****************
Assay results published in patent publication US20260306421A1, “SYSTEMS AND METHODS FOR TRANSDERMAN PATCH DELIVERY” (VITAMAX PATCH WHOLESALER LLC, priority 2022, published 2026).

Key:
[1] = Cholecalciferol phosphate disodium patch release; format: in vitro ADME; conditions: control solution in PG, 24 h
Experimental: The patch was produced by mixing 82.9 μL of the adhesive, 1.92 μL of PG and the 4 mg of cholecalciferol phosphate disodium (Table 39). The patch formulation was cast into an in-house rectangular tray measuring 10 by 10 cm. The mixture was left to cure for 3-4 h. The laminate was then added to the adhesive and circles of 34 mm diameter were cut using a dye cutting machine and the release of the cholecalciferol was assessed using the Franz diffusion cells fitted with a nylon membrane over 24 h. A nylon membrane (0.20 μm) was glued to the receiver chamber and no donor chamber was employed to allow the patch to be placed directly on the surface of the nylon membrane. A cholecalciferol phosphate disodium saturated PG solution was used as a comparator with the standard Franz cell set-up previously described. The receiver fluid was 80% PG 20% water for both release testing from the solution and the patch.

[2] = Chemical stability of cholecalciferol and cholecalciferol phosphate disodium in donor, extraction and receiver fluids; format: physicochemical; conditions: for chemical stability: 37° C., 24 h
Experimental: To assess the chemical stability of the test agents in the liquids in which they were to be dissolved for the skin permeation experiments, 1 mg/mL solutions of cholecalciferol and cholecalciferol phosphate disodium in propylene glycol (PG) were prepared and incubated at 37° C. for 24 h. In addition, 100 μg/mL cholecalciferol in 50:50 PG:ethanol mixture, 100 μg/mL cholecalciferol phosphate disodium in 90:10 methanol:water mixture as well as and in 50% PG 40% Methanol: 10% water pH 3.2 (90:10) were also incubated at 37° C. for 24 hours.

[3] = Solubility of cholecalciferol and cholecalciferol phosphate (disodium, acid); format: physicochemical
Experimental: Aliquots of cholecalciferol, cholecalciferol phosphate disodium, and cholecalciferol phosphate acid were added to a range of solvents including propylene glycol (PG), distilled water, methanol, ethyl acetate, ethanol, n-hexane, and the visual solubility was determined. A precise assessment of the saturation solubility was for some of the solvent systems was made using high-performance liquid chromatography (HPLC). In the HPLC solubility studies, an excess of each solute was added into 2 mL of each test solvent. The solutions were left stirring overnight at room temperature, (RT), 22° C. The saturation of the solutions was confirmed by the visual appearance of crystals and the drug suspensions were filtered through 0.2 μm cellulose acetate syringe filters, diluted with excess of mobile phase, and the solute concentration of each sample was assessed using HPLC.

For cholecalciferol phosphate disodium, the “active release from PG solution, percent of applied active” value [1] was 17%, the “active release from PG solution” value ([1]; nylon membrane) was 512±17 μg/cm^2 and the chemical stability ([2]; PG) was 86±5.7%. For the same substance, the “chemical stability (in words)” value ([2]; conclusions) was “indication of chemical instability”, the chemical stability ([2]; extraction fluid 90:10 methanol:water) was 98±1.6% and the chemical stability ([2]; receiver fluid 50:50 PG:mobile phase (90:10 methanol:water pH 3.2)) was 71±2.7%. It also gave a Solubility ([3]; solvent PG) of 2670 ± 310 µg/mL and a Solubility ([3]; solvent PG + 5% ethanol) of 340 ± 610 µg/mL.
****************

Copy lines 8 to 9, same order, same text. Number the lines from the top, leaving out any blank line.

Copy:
Experimental: Aliquots of cholecalciferol, cholecalciferol phosphate disodium, and cholecalciferol phosphate acid were added to a range of solvents including propylene glycol (PG), distilled water, methanol, ethyl acetate, ethanol, n-hexane, and the visual solubility was determined. A precise assessment of the saturation solubility was for some of the solvent systems was made using high-performance liquid chromatography (HPLC). In the HPLC solubility studies, an excess of each solute was added into 2 mL of each test solvent. The solutions were left stirring overnight at room temperature, (RT), 22° C. The saturation of the solutions was confirmed by the visual appearance of crystals and the drug suspensions were filtered through 0.2 μm cellulose acetate syringe filters, diluted with excess of mobile phase, and the solute concentration of each sample was assessed using HPLC.

For cholecalciferol phosphate disodium, the “active release from PG solution, percent of applied active” value [1] was 17%, the “active release from PG solution” value ([1]; nylon membrane) was 512±17 μg/cm^2 and the chemical stability ([2]; PG) was 86±5.7%. For the same substance, the “chemical stability (in words)” value ([2]; conclusions) was “indication of chemical instability”, the chemical stability ([2]; extraction fluid 90:10 methanol:water) was 98±1.6% and the chemical stability ([2]; receiver fluid 50:50 PG:mobile phase (90:10 methanol:water pH 3.2)) was 71±2.7%. It also gave a Solubility ([3]; solvent PG) of 2670 ± 310 µg/mL and a Solubility ([3]; solvent PG + 5% ethanol) of 340 ± 610 µg/mL.